7 Things I Learned By Taking A Walk Through A Roman Market.

By Posted in - Italy & Rome & Travel Blog on July 8th, 2013 Randy Kalp in Rome on a food tour with Walks of Italy.

Campo de’ Fiori is certainly not the only market in Rome. In fact, they can be found in nearly every district of the city, often acting as social centers for the neighborhoods. However, it was the ideal place to start our Rome food tour with Walks of Italy.

Our Walks of Italy Rome Food Tour Guide.

Simona, our fabulous foodie tour guide!

We met in the piazza under the watchful gaze of philosopher Giordano Bruno. The hooded statue is the centerpiece of the campo. Four centuries earlier, Bruno burned at the stake on this spot for suggesting the earth moved around the sun. But he wasn’t alone. In those days, the campo was a popular place for public executions and murder. Now, it has the distinction of being Rome’s oldest market, serving the city since 1869.

By 9:30 a.m. the market was running strong. The rain that had cleansed the city earlier had given way to a spotty autumn sun. Campo de’ Fiori was our first stop on our Rome food tour, and it proved to be a great introduction into Rome’s Slow Food scene.

The campo’s morning market is an animated affair. The colorful market packs a lot of fresh, Italian goodness into the rectangular piazza, which is ringed by trattorias, bars and traditional specialty shops, like Forno Campo de’ Fiori and Antica Norcineria Viola. These shops as well as the market itself are institutions of the highest order, giving each new generation an understanding of their past, present and future all in one taste.

  

 

1. Most sellers at the market act as middle man between the farmers and the public. Each morning, they will go to a larger market and buy direct from the farmers before beginning their day at Campo de’ Fiori. You can spot the sellers from the farmers, because the latter will have less variety of produce at their stalls. Sellers will usually have a variety of produce from several farms, while farmers will only have what they grow.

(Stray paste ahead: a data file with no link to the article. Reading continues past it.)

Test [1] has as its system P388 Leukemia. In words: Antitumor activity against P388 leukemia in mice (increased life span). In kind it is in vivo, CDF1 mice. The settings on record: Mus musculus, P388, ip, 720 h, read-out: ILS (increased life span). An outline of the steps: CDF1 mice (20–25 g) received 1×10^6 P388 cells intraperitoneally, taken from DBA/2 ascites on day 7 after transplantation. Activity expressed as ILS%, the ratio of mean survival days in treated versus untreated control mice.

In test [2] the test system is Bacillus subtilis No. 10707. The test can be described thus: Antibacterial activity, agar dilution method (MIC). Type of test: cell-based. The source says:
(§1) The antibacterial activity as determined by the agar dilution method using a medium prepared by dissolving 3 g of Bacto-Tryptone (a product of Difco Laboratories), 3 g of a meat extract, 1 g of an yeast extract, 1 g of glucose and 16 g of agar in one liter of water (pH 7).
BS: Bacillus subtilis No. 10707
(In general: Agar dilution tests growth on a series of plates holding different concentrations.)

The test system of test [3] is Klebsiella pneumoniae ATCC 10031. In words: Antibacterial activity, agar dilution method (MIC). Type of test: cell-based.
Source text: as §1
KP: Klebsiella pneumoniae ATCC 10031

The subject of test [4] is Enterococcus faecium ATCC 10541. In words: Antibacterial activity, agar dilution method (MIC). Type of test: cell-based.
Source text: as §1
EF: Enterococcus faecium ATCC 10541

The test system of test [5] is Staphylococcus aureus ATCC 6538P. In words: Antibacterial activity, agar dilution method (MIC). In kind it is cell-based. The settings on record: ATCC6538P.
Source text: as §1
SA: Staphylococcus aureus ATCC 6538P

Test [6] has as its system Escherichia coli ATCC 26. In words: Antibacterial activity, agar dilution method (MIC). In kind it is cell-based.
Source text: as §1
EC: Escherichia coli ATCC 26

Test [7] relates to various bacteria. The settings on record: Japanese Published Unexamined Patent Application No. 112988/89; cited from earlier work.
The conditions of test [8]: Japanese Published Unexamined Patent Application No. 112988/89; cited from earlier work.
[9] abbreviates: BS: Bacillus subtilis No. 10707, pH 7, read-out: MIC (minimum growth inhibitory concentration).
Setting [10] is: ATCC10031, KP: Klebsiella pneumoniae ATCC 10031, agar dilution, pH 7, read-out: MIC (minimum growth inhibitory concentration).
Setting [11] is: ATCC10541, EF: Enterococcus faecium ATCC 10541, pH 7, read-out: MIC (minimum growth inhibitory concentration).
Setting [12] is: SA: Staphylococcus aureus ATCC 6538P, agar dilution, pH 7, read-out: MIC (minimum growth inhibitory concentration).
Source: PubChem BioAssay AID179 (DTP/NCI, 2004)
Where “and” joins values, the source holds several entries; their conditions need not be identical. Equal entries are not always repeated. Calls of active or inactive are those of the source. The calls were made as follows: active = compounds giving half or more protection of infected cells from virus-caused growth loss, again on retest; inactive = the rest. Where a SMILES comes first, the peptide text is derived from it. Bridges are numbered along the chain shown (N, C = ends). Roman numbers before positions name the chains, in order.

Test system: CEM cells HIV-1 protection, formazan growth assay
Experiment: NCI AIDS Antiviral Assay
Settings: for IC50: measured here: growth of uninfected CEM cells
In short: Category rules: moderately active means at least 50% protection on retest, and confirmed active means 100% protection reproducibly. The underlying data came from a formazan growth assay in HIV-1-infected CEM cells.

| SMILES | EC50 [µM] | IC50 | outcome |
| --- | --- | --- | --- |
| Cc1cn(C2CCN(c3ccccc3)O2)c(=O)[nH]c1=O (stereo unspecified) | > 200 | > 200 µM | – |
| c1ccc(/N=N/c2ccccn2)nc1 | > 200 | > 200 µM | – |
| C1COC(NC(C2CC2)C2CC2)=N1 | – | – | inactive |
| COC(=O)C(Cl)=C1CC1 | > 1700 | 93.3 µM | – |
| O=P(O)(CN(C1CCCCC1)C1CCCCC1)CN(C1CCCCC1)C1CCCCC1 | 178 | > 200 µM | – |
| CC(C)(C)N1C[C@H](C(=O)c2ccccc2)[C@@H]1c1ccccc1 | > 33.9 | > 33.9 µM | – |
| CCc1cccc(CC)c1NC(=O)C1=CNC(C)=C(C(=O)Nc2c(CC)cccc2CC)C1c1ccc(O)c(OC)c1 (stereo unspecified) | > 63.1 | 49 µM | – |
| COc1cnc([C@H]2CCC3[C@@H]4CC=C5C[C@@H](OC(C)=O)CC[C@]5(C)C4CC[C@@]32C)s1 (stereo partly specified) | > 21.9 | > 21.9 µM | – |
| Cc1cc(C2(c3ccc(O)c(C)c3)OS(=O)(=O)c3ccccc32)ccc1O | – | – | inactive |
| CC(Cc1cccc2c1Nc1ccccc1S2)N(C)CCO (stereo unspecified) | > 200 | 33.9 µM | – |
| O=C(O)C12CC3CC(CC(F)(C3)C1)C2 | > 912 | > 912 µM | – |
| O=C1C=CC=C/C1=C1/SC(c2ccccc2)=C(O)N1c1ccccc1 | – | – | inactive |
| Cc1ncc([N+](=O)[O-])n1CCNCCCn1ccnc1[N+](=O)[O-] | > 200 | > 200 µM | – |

Beth said: When I asked if I could take this seller’s photo he requested payment… in the form of a kiss. Of course I obliged!

2. In Italy, pumpkins are used not so much as a sweet, but more as a savory food. They are often featured in pastas and soups.

3. Grapes that you eat are not the same as the ones used for wine. 

4. Romans use one to two bottles of olive oil a month. It can stay fresh for a few months. The key is to store the oil in a dark place and make sure it is sealed up tight.

Our guide, Simona, floated effortlessly around the market in her black dress and rain boots, explaining the dynamics of the market and its importance to Romans as I did my best to capture her tips. This is Simona’s local spot. She’s well versed in the scene and doesn’t waste any time getting us familiar with Italy’s famous food culture. Along the way we tasted olive oil and balsamic vinegar, learning about production methods and tasting tips, before moving on to spreads of pesto and truffle, to name a few of the dozen or so we sampled.

5. Bread is one of the oldest foods that ever found. There is a piece of bread at the Vatican that is approximately 7,000 years old.

After our tasting session in the market, we started the second part of the Rome food tour, exploring Rome’s best food spots. The first stop was Forno Campo de’ Fiori, which is the oldest bakery in Rome. We watched with our noses as the bread maker prepared Pizza Bread, white pizza with olive oil and salt that makes a delicious snack.